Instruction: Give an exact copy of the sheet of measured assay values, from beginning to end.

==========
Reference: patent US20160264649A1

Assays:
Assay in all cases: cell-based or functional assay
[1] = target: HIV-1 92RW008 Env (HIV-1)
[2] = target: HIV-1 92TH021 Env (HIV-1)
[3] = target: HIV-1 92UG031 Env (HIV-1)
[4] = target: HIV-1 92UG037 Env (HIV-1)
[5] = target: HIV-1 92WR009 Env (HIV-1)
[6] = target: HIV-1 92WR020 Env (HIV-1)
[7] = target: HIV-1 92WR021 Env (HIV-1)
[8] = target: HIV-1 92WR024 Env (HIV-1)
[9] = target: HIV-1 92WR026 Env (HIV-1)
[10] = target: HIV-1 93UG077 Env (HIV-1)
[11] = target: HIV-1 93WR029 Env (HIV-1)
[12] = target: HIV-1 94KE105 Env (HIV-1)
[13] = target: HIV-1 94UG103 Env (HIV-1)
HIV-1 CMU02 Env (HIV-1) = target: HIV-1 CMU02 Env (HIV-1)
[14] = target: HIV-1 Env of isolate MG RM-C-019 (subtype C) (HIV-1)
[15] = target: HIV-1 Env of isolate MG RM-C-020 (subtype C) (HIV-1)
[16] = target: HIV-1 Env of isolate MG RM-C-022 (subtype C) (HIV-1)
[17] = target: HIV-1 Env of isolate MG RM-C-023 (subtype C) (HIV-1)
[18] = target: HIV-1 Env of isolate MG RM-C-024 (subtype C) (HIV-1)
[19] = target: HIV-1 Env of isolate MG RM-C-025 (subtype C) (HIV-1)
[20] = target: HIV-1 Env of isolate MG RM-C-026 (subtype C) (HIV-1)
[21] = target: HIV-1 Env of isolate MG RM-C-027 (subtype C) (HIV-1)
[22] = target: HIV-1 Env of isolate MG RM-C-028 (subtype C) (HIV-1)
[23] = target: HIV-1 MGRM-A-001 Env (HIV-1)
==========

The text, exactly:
Reference: patent US20160264649A1

Assays:
Assay in all cases: cell-based or functional assay
[1] = target: HIV-1 92RW008 Env (HIV-1)
[2] = target: HIV-1 92TH021 Env (HIV-1)
[3] = target: HIV-1 92UG031 Env (HIV-1)
[4] = target: HIV-1 92UG037 Env (HIV-1)
[5] = target: HIV-1 92WR009 Env (HIV-1)
[6] = target: HIV-1 92WR020 Env (HIV-1)
[7] = target: HIV-1 92WR021 Env (HIV-1)
[8] = target: HIV-1 92WR024 Env (HIV-1)
[9] = target: HIV-1 92WR026 Env (HIV-1)
[10] = target: HIV-1 93UG077 Env (HIV-1)
[11] = target: HIV-1 93WR029 Env (HIV-1)
[12] = target: HIV-1 94KE105 Env (HIV-1)
[13] = target: HIV-1 94UG103 Env (HIV-1)
HIV-1 CMU02 Env (HIV-1) = target: HIV-1 CMU02 Env (HIV-1)
[14] = target: HIV-1 Env of isolate MG RM-C-019 (subtype C) (HIV-1)
[15] = target: HIV-1 Env of isolate MG RM-C-020 (subtype C) (HIV-1)
[16] = target: HIV-1 Env of isolate MG RM-C-022 (subtype C) (HIV-1)
[17] = target: HIV-1 Env of isolate MG RM-C-023 (subtype C) (HIV-1)
[18] = target: HIV-1 Env of isolate MG RM-C-024 (subtype C) (HIV-1)
[19] = target: HIV-1 Env of isolate MG RM-C-025 (subtype C) (HIV-1)
[20] = target: HIV-1 Env of isolate MG RM-C-026 (subtype C) (HIV-1)
[21] = target: HIV-1 Env of isolate MG RM-C-027 (subtype C) (HIV-1)
[22] = target: HIV-1 Env of isolate MG RM-C-028 (subtype C) (HIV-1)
[23] = target: HIV-1 MGRM-A-001 Env (HIV-1)